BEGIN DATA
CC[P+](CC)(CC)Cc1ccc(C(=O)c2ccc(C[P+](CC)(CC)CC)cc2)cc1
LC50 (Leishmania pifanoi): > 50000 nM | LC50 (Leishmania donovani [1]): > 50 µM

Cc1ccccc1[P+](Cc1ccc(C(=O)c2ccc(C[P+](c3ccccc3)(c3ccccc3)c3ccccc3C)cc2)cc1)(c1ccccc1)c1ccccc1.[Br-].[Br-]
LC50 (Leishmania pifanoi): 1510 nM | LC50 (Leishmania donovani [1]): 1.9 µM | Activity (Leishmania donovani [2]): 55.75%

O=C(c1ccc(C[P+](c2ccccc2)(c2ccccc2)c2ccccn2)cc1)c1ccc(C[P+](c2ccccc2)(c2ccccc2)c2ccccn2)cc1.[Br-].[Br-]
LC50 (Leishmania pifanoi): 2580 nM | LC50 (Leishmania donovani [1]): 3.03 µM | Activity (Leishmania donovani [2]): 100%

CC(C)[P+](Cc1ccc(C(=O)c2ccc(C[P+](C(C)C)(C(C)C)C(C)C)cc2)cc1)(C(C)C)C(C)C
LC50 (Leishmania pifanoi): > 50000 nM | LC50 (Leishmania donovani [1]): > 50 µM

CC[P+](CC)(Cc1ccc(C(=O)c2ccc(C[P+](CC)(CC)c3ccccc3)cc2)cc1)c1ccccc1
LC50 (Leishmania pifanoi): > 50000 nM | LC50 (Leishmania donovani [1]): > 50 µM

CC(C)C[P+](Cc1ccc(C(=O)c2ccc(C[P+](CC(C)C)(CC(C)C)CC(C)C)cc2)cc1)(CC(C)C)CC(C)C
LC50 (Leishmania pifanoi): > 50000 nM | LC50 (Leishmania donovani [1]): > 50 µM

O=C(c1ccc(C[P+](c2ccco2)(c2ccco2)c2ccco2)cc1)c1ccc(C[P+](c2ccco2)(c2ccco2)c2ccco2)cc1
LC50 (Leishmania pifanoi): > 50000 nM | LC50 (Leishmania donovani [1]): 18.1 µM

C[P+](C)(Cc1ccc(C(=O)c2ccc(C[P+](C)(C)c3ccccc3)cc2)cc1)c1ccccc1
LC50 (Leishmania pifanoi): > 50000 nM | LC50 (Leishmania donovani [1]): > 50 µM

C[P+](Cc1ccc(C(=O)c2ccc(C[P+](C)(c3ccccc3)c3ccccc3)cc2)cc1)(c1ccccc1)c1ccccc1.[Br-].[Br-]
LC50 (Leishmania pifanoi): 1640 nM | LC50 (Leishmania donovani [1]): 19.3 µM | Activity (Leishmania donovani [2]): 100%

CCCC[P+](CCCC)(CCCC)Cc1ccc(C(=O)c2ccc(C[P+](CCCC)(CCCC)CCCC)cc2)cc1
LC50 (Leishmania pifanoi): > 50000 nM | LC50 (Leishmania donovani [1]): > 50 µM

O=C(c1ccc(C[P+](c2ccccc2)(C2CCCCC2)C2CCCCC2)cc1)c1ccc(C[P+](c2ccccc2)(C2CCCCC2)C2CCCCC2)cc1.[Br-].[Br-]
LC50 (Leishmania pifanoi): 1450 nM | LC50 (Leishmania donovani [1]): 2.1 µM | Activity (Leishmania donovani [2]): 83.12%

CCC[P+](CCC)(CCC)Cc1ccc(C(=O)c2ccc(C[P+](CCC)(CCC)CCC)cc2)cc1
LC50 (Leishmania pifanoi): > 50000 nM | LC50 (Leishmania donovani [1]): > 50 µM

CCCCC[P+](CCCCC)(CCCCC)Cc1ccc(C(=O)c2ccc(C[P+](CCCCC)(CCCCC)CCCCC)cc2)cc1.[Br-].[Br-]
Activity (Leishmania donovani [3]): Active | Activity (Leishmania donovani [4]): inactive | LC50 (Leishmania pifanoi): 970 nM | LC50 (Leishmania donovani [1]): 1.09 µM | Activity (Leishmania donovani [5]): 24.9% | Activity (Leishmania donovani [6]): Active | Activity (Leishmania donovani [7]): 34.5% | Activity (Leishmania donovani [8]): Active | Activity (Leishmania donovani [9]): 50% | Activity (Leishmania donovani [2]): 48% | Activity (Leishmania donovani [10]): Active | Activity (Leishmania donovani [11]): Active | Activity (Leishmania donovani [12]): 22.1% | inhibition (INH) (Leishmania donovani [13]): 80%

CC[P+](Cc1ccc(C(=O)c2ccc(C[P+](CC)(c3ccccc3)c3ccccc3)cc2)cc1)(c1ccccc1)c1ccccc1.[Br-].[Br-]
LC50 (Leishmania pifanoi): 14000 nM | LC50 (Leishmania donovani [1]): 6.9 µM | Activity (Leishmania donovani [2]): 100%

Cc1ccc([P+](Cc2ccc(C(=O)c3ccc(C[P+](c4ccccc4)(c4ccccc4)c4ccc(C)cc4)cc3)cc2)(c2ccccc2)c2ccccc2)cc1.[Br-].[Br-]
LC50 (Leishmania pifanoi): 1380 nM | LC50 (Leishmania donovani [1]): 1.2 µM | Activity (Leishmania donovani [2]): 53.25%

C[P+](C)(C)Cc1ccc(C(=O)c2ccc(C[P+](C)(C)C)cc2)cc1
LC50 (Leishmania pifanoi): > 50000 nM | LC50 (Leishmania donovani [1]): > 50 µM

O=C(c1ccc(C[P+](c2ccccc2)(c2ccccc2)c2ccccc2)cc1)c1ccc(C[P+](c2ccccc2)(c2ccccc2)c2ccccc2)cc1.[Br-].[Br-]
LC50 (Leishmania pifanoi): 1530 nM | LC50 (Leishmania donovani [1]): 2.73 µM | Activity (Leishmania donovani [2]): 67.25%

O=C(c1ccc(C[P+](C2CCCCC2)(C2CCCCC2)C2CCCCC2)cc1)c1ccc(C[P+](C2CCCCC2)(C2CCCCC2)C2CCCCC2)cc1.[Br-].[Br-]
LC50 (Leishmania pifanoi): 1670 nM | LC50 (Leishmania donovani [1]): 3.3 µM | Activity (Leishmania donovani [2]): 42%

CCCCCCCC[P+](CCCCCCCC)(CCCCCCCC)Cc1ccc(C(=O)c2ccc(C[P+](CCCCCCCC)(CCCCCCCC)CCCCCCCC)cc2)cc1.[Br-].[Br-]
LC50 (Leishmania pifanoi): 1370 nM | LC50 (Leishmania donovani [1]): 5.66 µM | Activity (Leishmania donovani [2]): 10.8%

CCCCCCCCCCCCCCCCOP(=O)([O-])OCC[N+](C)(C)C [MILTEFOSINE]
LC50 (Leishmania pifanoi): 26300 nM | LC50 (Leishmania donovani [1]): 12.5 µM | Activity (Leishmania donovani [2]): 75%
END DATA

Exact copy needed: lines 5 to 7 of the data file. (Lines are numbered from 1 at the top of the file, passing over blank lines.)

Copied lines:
O=C(c1ccc(C[P+](c2ccccc2)(c2ccccc2)c2ccccn2)cc1)c1ccc(C[P+](c2ccccc2)(c2ccccc2)c2ccccn2)cc1.[Br-].[Br-]
LC50 (Leishmania pifanoi): 2580 nM | LC50 (Leishmania donovani [1]): 3.03 µM | Activity (Leishmania donovani [2]): 100%

CC(C)[P+](Cc1ccc(C(=O)c2ccc(C[P+](C(C)C)(C(C)C)C(C)C)cc2)cc1)(C(C)C)C(C)C